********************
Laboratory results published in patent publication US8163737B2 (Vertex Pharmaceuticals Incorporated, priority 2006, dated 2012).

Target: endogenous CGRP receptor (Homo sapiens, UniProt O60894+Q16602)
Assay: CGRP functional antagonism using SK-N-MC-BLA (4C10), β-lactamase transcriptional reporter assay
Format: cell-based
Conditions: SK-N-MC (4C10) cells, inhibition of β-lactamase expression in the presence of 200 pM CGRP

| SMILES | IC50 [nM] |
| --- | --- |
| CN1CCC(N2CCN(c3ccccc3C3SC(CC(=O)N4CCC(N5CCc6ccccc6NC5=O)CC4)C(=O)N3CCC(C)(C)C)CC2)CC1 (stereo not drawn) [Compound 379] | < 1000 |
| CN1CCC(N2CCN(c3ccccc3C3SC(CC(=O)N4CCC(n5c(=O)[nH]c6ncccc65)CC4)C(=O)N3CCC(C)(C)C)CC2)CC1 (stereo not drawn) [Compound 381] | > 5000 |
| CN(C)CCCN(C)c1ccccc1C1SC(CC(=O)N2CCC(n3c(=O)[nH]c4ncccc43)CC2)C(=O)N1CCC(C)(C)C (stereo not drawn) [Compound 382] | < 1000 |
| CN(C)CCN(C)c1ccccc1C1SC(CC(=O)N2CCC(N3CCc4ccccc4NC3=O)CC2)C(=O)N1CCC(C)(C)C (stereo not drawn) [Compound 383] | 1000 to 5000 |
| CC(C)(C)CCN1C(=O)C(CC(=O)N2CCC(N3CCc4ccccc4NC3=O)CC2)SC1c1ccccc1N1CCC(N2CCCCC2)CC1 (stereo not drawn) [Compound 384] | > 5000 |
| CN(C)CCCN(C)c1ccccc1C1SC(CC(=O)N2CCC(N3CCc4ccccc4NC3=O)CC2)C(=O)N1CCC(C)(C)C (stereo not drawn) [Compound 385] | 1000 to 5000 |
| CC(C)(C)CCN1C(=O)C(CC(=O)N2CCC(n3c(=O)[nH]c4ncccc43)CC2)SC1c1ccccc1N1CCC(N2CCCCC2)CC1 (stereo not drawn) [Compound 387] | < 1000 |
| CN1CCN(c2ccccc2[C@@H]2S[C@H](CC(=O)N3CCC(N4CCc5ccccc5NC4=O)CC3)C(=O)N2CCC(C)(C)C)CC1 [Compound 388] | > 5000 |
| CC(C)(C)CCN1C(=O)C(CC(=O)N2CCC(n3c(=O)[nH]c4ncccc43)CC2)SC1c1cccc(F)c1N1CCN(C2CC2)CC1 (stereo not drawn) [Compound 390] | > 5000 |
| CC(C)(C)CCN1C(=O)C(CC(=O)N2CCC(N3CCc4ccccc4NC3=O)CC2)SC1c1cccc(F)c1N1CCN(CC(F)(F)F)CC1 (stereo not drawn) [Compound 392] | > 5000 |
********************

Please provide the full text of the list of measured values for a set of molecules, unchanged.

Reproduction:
Laboratory results published in patent publication US8163737B2 (Vertex Pharmaceuticals Incorporated, priority 2006, dated 2012).

Target: endogenous CGRP receptor (Homo sapiens, UniProt O60894+Q16602)
Assay: CGRP functional antagonism using SK-N-MC-BLA (4C10), β-lactamase transcriptional reporter assay
Format: cell-based
Conditions: SK-N-MC (4C10) cells, inhibition of β-lactamase expression in the presence of 200 pM CGRP

| SMILES | IC50 [nM] |
| --- | --- |
| CN1CCC(N2CCN(c3ccccc3C3SC(CC(=O)N4CCC(N5CCc6ccccc6NC5=O)CC4)C(=O)N3CCC(C)(C)C)CC2)CC1 (stereo not drawn) [Compound 379] | < 1000 |
| CN1CCC(N2CCN(c3ccccc3C3SC(CC(=O)N4CCC(n5c(=O)[nH]c6ncccc65)CC4)C(=O)N3CCC(C)(C)C)CC2)CC1 (stereo not drawn) [Compound 381] | > 5000 |
| CN(C)CCCN(C)c1ccccc1C1SC(CC(=O)N2CCC(n3c(=O)[nH]c4ncccc43)CC2)C(=O)N1CCC(C)(C)C (stereo not drawn) [Compound 382] | < 1000 |
| CN(C)CCN(C)c1ccccc1C1SC(CC(=O)N2CCC(N3CCc4ccccc4NC3=O)CC2)C(=O)N1CCC(C)(C)C (stereo not drawn) [Compound 383] | 1000 to 5000 |
| CC(C)(C)CCN1C(=O)C(CC(=O)N2CCC(N3CCc4ccccc4NC3=O)CC2)SC1c1ccccc1N1CCC(N2CCCCC2)CC1 (stereo not drawn) [Compound 384] | > 5000 |
| CN(C)CCCN(C)c1ccccc1C1SC(CC(=O)N2CCC(N3CCc4ccccc4NC3=O)CC2)C(=O)N1CCC(C)(C)C (stereo not drawn) [Compound 385] | 1000 to 5000 |
| CC(C)(C)CCN1C(=O)C(CC(=O)N2CCC(n3c(=O)[nH]c4ncccc43)CC2)SC1c1ccccc1N1CCC(N2CCCCC2)CC1 (stereo not drawn) [Compound 387] | < 1000 |
| CN1CCN(c2ccccc2[C@@H]2S[C@H](CC(=O)N3CCC(N4CCc5ccccc5NC4=O)CC3)C(=O)N2CCC(C)(C)C)CC1 [Compound 388] | > 5000 |
| CC(C)(C)CCN1C(=O)C(CC(=O)N2CCC(n3c(=O)[nH]c4ncccc43)CC2)SC1c1cccc(F)c1N1CCN(C2CC2)CC1 (stereo not drawn) [Compound 390] | > 5000 |
| CC(C)(C)CCN1C(=O)C(CC(=O)N2CCC(N3CCc4ccccc4NC3=O)CC2)SC1c1cccc(F)c1N1CCN(CC(F)(F)F)CC1 (stereo not drawn) [Compound 392] | > 5000 |